Proteomic characterization of copper stress response in Elsholtzia splendens roots and leaves. Plant Mol Biol
ABSTRACT Elsholtzia splendens is generally considered as a Cu-tolerant and -accumulating plant species, and a candidate for phytoremediation of Cu-contaminated soils. To better understand the Cu tolerance/accumulation mechanisms in E. splendens, proteomic analysis was performed on E. splendens roots and leaves exposed to 100 muM CuSO(4) for 3 and 6 days. After 6 days of treatment, Cu accumulation in roots increased much more than that in leaves. SDS-PAGE analysis showed that the proteins changed more intensively in roots than did in leaves upon Cu stress. Two-dimensional gel electrophoresis (2-DE) and image analyses found that 45 protein spots were significantly changed in roots, but only six protein spots in leaves. The abundance of protein spots mostly showed temporal changes. MALDI-TOF MS and LTQ-ESI-MS/MS were used to identify the differently expressed protein spots. The identified root proteins were involved in various cellular processes such as signal transduction, regulation of transcription and translation, energy metabolism, regulation of redox homeostasis and cell defense. The leaf proteins were mainly degraded fragments of RuBisCo and antioxidative protein. The roles of these proteins in Cu tolerance/accumulation were discussed. The resulting differences in protein expression pattern suggested that redirection of root cellular metabolism and redox homeostasis might be important survival mechanisms of E. splendens upon Cu stress.
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- "These processes may work cooperatively to re-establish the cellular and redox homeostasis upon Cu stress  . Most of these temporal studies, however, were carried out using short-term, high Cu exposures (e.g. 100 M Cu, 3–6 days ; 601 M Cu, 6 weeks  "
ABSTRACT: Differential expression of soluble proteins was explored in roots of metallicolous (M) and non-metallicolous (NM) plants of Agrostis capillaris L. exposed to increasing Cu to partially identify molecular mechanisms underlying higher Cu tolerance in M plants.Plants were cultivated 2 months on perlite with a CuSO4 (1–30 μM) spiked-nutrient solution. Soluble proteins extracted by the TCA/acetone procedure were separated with 2-DE (linear 4–7 pH gradient). After CCB staining and image analysis, 19 proteins differentially expressed were identified using LC-MS/MS and ESTs databases.At supra-optimal Cu exposure (15–30 μM), glycolysis was likely altered in NM roots with increased production of glycerone-P and methylglyoxal based on over-expression of Triosephosphate Isomerase and Fructose bisphosphate aldolase. Changes in Tubulins and higher expressions of 5-methyltetrahydropteroyltriglutamatehomocysteine methyltransferase and S-Adenosylmethionine synthase respectively underpinned impacts on the cytoskeleton and stimulation of ethylene metabolism. Increased L-methionine and S-Adenosylmethionine amounts may also facilitate production of nicotianamine, which complexes Cu, and L-cysteine, needed for metallothioneins and GSH. In M roots, the increase of [Cu/Zn] Superoxide dismutase suggested a better detoxification of superoxide, when Cu exposure rose. Higher Cu-tolerance of metallicolous plants would rather results from simultaneous cooperation of various processes than from a specific mechanism.This article is protected by copyright. All rights reservedProteomics 08/2014; 14(15). DOI:10.1002/pmic.201300168 · 3.81 Impact Factor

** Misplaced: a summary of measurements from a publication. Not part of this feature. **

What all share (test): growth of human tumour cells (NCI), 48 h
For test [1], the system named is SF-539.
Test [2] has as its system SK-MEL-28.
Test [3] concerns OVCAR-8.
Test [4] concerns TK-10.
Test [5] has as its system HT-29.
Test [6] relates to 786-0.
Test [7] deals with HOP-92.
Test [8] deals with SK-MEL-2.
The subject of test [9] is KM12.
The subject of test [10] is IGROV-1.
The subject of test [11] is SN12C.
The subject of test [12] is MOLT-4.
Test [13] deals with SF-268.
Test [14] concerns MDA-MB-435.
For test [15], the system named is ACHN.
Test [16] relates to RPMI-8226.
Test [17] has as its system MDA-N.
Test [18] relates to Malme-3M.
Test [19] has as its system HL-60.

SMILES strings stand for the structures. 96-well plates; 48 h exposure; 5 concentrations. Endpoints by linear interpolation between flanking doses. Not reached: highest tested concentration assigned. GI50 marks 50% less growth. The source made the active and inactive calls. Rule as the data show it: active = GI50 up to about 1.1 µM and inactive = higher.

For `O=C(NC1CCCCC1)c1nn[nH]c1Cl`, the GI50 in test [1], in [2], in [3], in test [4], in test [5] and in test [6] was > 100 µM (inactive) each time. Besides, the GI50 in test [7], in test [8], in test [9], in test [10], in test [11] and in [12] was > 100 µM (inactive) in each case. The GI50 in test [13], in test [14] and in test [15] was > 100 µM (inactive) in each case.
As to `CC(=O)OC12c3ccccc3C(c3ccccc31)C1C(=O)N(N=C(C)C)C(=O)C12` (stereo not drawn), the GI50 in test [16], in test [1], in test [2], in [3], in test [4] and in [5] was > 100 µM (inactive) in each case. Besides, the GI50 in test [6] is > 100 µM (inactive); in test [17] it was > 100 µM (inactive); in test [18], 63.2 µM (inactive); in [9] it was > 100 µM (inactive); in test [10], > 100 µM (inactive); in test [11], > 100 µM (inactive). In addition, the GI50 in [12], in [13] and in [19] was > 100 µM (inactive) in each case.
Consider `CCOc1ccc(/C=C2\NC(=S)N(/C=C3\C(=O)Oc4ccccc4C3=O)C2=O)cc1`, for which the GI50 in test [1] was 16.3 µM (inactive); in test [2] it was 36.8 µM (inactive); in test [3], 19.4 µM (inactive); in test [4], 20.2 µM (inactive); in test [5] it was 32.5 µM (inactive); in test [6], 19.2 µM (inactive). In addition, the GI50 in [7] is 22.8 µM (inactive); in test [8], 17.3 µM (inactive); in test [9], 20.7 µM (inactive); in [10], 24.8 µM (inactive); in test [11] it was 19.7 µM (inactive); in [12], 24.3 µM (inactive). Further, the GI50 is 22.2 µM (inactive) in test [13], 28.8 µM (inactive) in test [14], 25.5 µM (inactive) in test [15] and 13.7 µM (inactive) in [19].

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- "Cd and Pb induced expression of the Rubisco large subunit ( Bah et al . , 2010 ) . In contrast , Cd decreased the content of both large and small subunits of Rubisco in Chlamydomonas reinhardtii ( Gillet et al . , 2006 ) . In the case of Elsholtzia splendens , a Cu - tolerant and - accumulating plant species , Rubisco was degraded and fragmented ( Li et al . , 2009 ) ."
ABSTRACT: Lichens are an excellent model to study the bioaccumulation of heavy metals but limited information is available on the molecular mechanisms occurring during bioaccumulation. We investigated the changes of the lichen proteome during exposure to constant concentrations of mercury. We found that most of changes involves proteins of the photosynthetic pathway, such as the chloroplastic photosystem I reaction center subunit II, the oxygen-evolving protein and the chloroplastic ATP synthase β-subunit. This suggests that photosynthesis is a target of the toxic effects of mercury. These findings are also supported by changes in the content of photosynthetic pigments (chlorophyll a and b, and β-carotene). Alterations to the photosynthetic machinery also reflect on the structure of thylakoid membranes of algal cells. Response of lichens to mercury also involves stress-related proteins (such as Hsp70) but not cytoskeletal proteins. Results suggest that lichens adapt to mercury exposure by changing the metabolic production of energy.Environmental Pollution 01/2012; 160(1):1-10. DOI:10.1016/j.envpol.2011.09.015 · 4.14 Impact Factor
Conference Paper: Iterative multiuser detection for space-time coded synchronous CDMA[Show abstract] [Hide abstract]
ABSTRACT: Multiuser detectors for trellis space-time coded synchronous CDMA, operating in the presence of independent Rayleigh fading are considered. The joint optimal maximum likelihood (ML) multiuser detector, which can be implemented as a Viterbi algorithm, is derived for such space-time coded systems. A suboptimal, low complexity iterative space-time multiuser detector based on interference cancellation and the turbo principle is also derived. Simulations show that this latter method achieves performance competitive with the single user bound for space-time coded systemsVehicular Technology Conference, 2001. VTC 2001 Fall. IEEE VTS 54th; 02/2001